Different social organizations require different organizational structures. Corporations, militaries, and religions benefit from a hierarchical command-and-control organizational structure, where the leader is believed to have special skills and the greatest expertise of any other person in the organization to make difficult decisions and exhibit vision.
This sort of hierarchical command-and-control organizational structure is not appropriate for other social organizations, such as democratic bodies. In democratic bodies, there is no one person whose judgment is considered absolute and definitive.
Institutions of higher education are the latter type of social organization. Inappropriately and unfortunately, at UVU and across the nation, administrations have adopted the former model. This is a grave error, because leadership on campus based on corporate style command-and-control snubs the expertise of the faculty. Professors are professionals whose judgment ought to be trusted, and interference and meddling by the administration in faculty affairs destroys the spirit of the faculty and students who are engaged in the academic enterprise.
The serious failure I perceive in the hierarchical model of governance at institutions of higher education is, interestingly, echoed in a recent article in The New York Times by Tamar Lewin, titled “Study Finds Increasing Public Discontent With the College System” (February 17, 2010). The article starts out by stating that
Most Americans believe that colleges today operate like businesses, concerned more with their bottom line than with the educational experience of students, according to a new study.
The article continues:
And the proportion of people who hold that view has increased to 60 percent, from 52 percent in 2007.
At the same time, nearly two-thirds of those surveyed said that colleges should use federal stimulus money to hold down tuition, even if it means less money for operations and programs.
The study, a joint project of Public Agenda and the National Center for Public Policy and Higher Education, also found that most Americans believe that colleges could admit a lot more students without lowering quality or raising prices, and that colleges could spend less and maintain a high quality of education.
‘One of the really disturbing things about this, for those of us who work in higher education,’ said Patrick Callan, president of the National Center for Public Policy and Higher Education, ‘is the vote of no confidence we're getting from the public. They think college is important, but they're really losing trust in the management and leadership.’
According to the study, ‘Squeeze Play 2010: Continued Public Anxiety on Cost, Harsher Judgments on How Colleges are Run,’ a growing share of Americans believes that college is essential to success—55 percent, compared with 31 percent in 2000. But at the same time, a dwindling share—28 percent, compared with 45 percent a decade earlier—thinks college is available to the vast majority of qualified, motivated students. ‘People are increasingly seeing themselves caught between these two trends,’ said John Immerwahr, a senior research fellow at Public Agenda and an author of the report. ‘It’s a new kind of misery index. This is really important, and it’s really inaccessible.’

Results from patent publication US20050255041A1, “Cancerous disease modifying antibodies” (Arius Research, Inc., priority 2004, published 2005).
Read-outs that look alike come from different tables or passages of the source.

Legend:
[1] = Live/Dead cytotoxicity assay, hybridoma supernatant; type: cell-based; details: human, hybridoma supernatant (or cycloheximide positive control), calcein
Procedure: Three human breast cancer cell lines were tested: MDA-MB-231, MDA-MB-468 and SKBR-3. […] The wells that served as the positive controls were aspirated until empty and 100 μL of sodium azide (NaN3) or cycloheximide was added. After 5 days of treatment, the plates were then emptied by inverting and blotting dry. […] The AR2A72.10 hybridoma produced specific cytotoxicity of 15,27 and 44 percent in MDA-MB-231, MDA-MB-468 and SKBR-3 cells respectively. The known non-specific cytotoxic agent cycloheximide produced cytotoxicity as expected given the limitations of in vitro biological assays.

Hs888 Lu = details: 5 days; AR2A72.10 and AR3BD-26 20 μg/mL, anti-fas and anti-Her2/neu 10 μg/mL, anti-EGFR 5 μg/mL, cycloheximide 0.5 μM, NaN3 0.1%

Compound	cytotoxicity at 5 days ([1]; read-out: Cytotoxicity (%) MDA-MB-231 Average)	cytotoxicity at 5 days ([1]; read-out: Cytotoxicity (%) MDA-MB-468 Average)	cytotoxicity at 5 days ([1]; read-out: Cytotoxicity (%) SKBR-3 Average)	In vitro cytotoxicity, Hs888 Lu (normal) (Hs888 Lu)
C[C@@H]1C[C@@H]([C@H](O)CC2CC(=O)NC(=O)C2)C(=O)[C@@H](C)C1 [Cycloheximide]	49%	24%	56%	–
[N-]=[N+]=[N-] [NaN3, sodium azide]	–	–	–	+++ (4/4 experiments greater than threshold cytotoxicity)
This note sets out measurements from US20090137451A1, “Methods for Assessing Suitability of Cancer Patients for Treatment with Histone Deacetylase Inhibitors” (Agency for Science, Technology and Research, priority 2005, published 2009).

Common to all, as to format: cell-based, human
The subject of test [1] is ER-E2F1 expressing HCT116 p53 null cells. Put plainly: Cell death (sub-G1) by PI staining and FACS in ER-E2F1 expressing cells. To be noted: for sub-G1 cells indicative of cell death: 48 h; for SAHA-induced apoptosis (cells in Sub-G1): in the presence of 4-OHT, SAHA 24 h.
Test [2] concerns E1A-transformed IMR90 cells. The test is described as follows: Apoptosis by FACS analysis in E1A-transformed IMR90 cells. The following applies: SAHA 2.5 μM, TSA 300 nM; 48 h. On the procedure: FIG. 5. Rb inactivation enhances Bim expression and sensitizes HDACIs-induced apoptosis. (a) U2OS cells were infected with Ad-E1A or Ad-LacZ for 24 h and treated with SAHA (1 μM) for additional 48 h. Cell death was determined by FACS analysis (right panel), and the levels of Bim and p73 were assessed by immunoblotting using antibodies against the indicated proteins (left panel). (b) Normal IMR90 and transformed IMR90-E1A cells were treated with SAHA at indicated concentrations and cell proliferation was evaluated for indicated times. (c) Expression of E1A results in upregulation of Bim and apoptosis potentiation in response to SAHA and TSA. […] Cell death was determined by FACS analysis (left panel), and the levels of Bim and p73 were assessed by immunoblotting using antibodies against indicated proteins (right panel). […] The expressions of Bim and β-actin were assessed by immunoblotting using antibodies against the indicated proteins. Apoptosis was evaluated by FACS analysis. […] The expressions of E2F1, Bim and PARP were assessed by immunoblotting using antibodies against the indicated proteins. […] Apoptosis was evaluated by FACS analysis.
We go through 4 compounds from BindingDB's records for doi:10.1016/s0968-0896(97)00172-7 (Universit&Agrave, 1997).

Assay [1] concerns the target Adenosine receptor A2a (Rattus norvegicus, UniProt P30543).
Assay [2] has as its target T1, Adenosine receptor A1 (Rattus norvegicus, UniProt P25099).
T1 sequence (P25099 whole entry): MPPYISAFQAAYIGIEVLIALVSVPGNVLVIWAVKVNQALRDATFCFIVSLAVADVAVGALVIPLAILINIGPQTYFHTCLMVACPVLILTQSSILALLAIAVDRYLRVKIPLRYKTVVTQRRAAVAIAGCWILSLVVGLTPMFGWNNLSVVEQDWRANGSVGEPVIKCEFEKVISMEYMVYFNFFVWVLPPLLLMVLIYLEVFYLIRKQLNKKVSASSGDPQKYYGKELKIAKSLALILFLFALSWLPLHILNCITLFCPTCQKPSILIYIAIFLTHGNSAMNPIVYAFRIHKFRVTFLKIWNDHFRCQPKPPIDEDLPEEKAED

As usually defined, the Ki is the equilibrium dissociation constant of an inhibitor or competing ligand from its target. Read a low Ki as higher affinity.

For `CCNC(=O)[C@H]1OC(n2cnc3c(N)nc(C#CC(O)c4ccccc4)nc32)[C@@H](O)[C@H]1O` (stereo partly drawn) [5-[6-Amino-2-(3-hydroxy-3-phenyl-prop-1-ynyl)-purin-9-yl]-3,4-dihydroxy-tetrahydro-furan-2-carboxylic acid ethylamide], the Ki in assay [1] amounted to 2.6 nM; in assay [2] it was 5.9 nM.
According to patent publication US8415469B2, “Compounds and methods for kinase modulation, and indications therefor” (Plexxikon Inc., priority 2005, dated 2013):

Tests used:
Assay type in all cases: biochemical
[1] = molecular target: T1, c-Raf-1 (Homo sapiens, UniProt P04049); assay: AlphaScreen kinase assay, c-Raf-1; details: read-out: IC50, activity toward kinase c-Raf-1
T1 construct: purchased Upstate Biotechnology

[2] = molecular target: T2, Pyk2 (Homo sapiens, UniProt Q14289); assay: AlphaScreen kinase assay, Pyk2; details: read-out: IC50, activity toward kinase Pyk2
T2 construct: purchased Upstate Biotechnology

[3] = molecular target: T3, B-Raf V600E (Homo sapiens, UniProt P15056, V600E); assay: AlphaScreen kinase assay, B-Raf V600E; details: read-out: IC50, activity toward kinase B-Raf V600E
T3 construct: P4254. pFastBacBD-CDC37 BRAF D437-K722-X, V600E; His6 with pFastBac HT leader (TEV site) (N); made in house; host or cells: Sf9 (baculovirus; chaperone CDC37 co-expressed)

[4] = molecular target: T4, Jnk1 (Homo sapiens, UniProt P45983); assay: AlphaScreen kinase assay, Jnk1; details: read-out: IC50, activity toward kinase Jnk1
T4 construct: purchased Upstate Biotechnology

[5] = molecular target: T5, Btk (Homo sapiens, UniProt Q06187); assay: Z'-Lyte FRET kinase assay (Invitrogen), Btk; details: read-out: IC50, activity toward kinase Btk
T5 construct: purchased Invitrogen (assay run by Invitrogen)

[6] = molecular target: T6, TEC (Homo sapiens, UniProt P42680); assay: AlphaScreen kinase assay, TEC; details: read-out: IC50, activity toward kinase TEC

The report is based on a December telephone survey of more than 1,000 Americans. It has a margin of sampling error of plus or minus 3.05 percentage points.
The report found some areas of optimism. Nine in 10 Americans say it is somewhat or very likely that their own high-school-age child will attend college, and the majority believe that almost anyone who needs financial help to go to college can get loans or financial aid.
But 83 percent said that students had to borrow too much money to pay for college.
In ‘Iron Triangle,’ a 2008 study of 25 college presidents, Public Agenda and the center found that most saw an unbreakable link between the cost of running their operations, the number of students they can educate and maintaining educational quality.
To serve more students or offer higher quality education, the college presidents said, would require more money—and conversely, cuts in their budgets would inevitably translate into either a smaller number of students or diminished educational quality.
According to the new report, the public disagrees.
‘It’s nice to think that we can have guns and butter, but it's not that easy,’ said Terry Hartle, the senior vice president of government and public affairs for the American Council on Education. ‘The public is not always right.’ While it is true that colleges and universities could provide higher education for less money, Mr. Hartle said, it would require cuts in areas that most people see as fundamental to quality.
‘We probably wouldn’t have libraries open as much, we wouldn’t update I.T. regularly, we wouldn't have small classes,’ he said. ‘Running a first-class college or university costs money. It’s a very labor-intensive enterprise, in which it’s common to spend 70 to 76 percent of the budget on faculty and staff.’
As the article states, the public is not always right. But by my experience at UVU over the last several years, it is clear that on the issue of corporatized higher education, the public is dead right.